Google Earth Pro is a slightly more advanced version than the free edition of the popular satellite imagery application (okay, it does way more, but many people just use that feature). One major additional feature it includes is the ability to import GIS shapefiles and display their features on top of the imagery, including terrain. It’s useful to have your data as KML (Keyhole Markup Language) because KML (or KMZ) is easier to share and Google Earth standard edition is free. But then again, it’s useful to have your KML files as shapefiles because proper GIS software is more powerful at analyzing data. Also, someone might ask you for your data in shapefile format (but they could easily follow these instructions).
Good data management requires options. Options mean your data won’t be locked into a proprietary format. Data want to be free! Read on for ways to convert your KML and shapefile data:
Converting KML files to shapefiles
Like Google Earth Pro,Â Quantum GIS (QGIS) can convert KML or KMZ to shapefile, and best of all – it doesn’t cost $400 per year (it’s free!). QGIS is a cross-platform application meaning it will run on Windows, Mac OS X, and Linux.
Use QGIS to convert a KML or KMZ file to shapefile:
- Click on Layer > Add Vector Layer
- Find your KML or KMZ file.
- Right-click your new layer and click “Save as shapefile.”
Converting shapefiles to KML files
The freeware Shp2kml 2.o (Windows only) from Zonums will convert shapefiles to KML files. Want some free, interesting data to try it out?Â Check my ever expanding repository.
ESRI’s ArcGIS canÂ convert KML files to shapefiles using this plugin and then import the shapefile as a layer onto your map.
Creating KML files online
AsÂ I described in this post,Â BatchGecode will generate a KML file for you by inputting a list of addresses and names. Additionally, Google Earth (part of the rising Google GIS platform) creates KML files. Google’s My Maps feature also allows you to generate KML files (for sharing or download) by clicking and drawing points and lines on a map and inviting you to describe the features you create. Use this to get a map of your church congregation, or a map of people who voted for your candidate.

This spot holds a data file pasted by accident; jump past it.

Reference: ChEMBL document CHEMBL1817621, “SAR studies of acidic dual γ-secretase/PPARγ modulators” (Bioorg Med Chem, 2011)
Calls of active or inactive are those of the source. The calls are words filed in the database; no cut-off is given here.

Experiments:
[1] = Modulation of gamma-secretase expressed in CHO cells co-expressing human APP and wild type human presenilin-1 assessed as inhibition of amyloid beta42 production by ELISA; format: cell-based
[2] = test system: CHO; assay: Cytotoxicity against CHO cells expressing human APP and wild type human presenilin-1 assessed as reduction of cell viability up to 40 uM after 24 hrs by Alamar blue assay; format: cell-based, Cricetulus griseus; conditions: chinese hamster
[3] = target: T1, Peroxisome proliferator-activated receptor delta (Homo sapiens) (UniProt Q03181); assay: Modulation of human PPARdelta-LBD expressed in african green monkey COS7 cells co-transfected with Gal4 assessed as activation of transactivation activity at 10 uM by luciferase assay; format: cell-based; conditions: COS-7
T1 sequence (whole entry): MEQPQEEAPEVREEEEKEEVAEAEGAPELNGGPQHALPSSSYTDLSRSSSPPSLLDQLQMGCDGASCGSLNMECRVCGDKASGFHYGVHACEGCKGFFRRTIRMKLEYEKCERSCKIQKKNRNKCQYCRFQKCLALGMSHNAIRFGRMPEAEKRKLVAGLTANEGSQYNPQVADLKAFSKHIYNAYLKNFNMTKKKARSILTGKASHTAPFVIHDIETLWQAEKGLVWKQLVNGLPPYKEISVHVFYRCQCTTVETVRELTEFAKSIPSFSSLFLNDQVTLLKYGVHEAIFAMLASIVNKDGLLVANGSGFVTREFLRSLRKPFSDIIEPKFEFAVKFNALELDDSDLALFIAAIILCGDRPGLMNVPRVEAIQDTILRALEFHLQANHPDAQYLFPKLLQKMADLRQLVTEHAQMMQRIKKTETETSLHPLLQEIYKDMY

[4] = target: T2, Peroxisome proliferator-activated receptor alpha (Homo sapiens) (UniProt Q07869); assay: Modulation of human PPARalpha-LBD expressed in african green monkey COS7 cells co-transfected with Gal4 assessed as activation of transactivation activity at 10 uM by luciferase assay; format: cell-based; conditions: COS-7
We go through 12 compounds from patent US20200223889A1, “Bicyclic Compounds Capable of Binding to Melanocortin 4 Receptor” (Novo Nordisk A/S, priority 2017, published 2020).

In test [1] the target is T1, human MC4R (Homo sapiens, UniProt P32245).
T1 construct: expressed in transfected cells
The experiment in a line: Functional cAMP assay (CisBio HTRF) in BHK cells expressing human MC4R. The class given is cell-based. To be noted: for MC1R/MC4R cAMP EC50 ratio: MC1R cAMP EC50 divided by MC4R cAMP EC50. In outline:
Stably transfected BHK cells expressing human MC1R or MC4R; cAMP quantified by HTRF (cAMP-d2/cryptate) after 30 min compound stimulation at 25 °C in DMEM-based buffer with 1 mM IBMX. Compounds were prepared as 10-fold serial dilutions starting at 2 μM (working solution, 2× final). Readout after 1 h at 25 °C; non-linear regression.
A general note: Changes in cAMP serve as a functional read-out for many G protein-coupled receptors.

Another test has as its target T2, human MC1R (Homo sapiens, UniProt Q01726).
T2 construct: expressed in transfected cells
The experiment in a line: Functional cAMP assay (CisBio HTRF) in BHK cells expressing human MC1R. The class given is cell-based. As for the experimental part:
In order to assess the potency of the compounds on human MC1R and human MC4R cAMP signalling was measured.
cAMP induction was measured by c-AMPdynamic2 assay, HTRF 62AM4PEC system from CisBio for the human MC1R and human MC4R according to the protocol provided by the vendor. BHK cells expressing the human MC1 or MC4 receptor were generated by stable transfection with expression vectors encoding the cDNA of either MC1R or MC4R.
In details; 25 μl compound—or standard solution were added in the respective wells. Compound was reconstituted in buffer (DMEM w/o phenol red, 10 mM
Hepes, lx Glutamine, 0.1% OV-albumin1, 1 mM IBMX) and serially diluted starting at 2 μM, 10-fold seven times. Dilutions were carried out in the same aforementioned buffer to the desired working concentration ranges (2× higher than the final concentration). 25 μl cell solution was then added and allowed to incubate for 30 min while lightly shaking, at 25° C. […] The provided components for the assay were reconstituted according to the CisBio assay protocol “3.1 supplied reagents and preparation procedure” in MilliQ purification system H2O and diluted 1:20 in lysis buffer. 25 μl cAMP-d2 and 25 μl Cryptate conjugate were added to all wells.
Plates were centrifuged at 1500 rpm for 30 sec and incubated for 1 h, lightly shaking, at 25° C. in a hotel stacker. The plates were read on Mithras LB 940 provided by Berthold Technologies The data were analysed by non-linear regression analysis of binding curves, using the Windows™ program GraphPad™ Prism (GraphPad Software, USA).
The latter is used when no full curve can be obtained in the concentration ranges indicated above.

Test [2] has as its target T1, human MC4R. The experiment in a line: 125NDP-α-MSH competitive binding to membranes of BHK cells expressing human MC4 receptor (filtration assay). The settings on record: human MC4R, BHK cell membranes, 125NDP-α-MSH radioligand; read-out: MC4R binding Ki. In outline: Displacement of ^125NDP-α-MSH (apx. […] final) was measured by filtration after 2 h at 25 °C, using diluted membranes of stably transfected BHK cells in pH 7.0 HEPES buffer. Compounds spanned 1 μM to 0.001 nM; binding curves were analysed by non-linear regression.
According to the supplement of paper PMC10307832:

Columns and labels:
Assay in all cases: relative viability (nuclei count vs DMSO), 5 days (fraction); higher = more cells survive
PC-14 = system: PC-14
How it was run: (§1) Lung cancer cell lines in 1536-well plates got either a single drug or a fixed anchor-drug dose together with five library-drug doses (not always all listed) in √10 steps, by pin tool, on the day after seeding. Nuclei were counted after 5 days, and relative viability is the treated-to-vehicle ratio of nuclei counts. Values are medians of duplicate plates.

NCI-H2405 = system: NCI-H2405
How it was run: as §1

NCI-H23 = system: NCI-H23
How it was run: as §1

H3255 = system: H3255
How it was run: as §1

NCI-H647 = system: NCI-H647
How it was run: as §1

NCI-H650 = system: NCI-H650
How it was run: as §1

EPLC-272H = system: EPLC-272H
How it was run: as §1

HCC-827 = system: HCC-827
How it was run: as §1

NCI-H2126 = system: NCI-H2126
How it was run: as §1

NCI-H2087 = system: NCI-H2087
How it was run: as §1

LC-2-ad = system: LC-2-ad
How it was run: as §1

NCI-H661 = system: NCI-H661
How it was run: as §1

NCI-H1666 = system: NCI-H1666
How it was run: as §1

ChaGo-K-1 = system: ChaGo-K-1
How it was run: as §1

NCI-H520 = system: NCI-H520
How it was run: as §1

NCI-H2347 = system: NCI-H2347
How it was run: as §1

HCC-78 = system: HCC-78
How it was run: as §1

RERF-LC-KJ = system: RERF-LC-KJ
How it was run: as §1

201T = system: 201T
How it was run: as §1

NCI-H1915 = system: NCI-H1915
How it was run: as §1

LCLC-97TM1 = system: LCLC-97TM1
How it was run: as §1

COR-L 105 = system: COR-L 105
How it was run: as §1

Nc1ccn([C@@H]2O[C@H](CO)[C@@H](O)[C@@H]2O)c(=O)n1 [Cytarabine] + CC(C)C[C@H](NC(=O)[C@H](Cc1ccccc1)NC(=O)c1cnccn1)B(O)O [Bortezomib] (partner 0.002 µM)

GeoCommons Finder lets you upload geodata in many formats, save it to your profile, and then download it into multiple formats. You can upload a shapefile (.shp) and its accompany files (shx, dbf, and prj), verify that it read your data correctly,
More choices for converting
Additional software with conversion capabilities:
- MapWindow (another free software choice; Windows only) – An alternative to QuantumGIS and ArcGIS.
- ExpertGPS (Windows only, not free) – Ideal for GPS device owners, or for researchers using GPS devices in projects. But it can convert the GPS and shapefile data into KML, shapefiles, or a spreadsheet, amongst other functions.
- Zonums, creator of the standalone Shp2kml software converter, nowÂ offers many online tools for KML users, including one that reverses the conversion and exports shapefiles from KML files. I found the link onÂ FreeGeographyTools.com.
- OpenGeo Suite – Commercial software with non-profit licenses.
- uDig – Free GIS software, but I haven’t had good experiences with it on my computers.
GeoCommunity has a good article, with screenshots, on how some of these programs work.
Need to work with General Transit Feed Spec (GTFS) data?
About Steven Can Plan
I started this blog in 2007 as the writing assignment for an introductory urban planning class at UIC. It's about cities (mainly Chicago), GIS oftentimes, and transportation (mainly bicycling). Learn more about me, Steven Vance. I also write for Streetsblog Chicago.
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Chicago Bike Map App
The Chicago Bike Map app is a bike and street map stored entirely in your iOS device – no data connection required. The map is designed to look much like the City of Chicago's official printed and online bike map. The app works on iPhone, iPod touch, and iPad.
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